I like to say I love all the different strains of Zionism. You see, I like religious Zionism and political Zionism. Identity Zionism. But ultimately, I call myself a Fitzgeraldian Zionist. F. Scott Fitzgerald, the great American writer, said the mark of an intelligent person is the ability to hold two conflicting thoughts in your head. And I think as we navigate modern Israel, as we navigate modern Zionism, as we navigate modern Judaism, we’re jugglers, we’re holding different thoughts in our heads. And the people who I’ve learned most from over the years are not the simpletons, not the extremists. It’s the people who are living in different worlds, trying to cross wires, trying to bring things together. I think that’s what we do really well in Altneuland –Old-New Land — here in Israel every day. I think that’s what modern, creative, exciting Jews do when they live in Australia or the United States or Canada and have very American, very Canadian, very Australian lives, but also very Jewish lives. And I think that’s the exciting thing about living in the modern world. We can be jugglers and we don’t have to be fanatics.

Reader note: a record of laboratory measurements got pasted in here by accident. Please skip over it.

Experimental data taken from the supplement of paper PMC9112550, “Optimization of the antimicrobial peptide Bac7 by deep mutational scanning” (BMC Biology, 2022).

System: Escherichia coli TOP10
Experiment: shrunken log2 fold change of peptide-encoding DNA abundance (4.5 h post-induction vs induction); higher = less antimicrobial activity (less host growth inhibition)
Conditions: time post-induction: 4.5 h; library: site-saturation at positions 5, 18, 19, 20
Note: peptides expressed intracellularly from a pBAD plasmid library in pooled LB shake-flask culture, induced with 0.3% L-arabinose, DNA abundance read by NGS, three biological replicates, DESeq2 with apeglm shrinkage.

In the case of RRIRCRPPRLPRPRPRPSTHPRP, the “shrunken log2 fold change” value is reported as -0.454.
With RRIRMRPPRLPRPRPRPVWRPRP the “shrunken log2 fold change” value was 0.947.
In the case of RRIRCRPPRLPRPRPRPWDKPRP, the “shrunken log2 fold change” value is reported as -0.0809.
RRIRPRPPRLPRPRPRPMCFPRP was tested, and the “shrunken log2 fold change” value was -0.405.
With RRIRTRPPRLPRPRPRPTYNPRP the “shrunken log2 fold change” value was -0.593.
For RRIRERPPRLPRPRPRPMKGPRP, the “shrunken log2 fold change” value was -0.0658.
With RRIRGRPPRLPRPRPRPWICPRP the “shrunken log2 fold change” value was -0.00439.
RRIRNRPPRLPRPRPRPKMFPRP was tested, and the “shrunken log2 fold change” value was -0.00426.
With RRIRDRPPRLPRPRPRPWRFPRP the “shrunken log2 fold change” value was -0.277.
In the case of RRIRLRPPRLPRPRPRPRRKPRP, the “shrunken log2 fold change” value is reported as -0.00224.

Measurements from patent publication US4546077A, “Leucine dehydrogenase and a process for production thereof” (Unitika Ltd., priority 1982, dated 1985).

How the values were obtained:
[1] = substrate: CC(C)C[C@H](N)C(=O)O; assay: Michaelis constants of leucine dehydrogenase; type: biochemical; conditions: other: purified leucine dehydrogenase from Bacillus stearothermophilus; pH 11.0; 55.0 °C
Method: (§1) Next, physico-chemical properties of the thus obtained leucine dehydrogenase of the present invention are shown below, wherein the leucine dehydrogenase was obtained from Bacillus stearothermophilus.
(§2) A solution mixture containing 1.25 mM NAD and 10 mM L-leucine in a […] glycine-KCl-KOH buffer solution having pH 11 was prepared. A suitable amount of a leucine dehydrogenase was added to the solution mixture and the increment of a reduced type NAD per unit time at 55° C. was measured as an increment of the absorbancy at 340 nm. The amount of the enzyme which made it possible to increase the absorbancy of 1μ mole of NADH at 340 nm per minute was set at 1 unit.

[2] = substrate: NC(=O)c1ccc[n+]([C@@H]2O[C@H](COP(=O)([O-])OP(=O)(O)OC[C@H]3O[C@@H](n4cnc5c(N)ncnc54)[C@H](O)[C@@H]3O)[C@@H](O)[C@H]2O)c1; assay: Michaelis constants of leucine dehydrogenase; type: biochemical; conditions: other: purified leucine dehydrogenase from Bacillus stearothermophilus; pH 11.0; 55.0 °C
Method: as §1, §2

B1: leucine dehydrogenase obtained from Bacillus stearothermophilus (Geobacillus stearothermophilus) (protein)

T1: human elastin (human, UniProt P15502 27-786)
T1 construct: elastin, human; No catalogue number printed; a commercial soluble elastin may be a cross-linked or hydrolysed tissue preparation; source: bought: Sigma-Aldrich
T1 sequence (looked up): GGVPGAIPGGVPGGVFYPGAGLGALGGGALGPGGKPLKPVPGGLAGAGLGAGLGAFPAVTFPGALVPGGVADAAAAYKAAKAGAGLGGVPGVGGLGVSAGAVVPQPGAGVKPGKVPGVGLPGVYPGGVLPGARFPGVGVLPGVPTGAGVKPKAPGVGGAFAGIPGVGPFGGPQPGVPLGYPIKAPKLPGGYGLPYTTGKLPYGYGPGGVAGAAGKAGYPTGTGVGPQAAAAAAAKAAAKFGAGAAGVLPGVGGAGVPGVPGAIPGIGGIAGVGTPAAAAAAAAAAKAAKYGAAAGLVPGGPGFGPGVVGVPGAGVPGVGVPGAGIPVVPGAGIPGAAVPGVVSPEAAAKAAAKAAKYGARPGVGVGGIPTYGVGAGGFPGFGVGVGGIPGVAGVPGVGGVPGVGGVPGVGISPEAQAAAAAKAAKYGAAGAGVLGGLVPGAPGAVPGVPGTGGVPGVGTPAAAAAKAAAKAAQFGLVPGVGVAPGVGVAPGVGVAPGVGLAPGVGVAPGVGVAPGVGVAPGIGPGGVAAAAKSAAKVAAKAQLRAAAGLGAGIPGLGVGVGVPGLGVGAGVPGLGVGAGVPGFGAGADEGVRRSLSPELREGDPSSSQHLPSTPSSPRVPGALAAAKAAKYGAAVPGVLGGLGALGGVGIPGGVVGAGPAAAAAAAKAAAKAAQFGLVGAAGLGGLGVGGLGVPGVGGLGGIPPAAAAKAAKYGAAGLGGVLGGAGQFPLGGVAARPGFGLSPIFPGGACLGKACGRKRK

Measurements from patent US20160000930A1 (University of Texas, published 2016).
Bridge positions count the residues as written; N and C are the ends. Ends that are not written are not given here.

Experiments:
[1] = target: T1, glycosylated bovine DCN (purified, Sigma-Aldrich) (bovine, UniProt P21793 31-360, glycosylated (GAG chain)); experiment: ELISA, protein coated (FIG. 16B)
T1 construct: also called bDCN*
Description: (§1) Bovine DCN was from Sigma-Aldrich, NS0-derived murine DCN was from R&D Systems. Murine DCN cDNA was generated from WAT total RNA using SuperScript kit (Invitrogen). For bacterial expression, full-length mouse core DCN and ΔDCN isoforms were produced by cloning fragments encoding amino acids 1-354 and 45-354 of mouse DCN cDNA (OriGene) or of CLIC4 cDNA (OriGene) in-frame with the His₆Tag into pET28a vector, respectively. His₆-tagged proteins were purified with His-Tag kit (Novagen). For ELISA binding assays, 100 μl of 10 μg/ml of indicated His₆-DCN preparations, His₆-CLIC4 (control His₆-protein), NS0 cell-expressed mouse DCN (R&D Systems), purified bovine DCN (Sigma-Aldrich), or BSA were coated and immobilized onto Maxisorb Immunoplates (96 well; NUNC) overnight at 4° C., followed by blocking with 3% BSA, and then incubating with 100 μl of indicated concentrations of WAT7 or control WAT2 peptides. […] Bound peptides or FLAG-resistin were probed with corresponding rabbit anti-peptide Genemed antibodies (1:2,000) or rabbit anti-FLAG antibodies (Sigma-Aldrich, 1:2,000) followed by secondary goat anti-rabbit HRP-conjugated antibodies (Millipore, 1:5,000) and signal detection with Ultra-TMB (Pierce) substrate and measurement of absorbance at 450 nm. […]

Earlier you talked about the youth being deprived of Israel education. And about 10 years ago, if you recall, the Open Hillel movement began. It’s been followed by IfNotNow, and things of that nature. And I remember speaking with one of the leaders who said to me that she never really understood how the map of Israel that she was shown as a child was “a big lie.” Essentially, her education didn’t include the two conflicting ideas at the same time, that Israel could be an occupier and still also a sovereign state. How do you see Diaspora education overcoming this?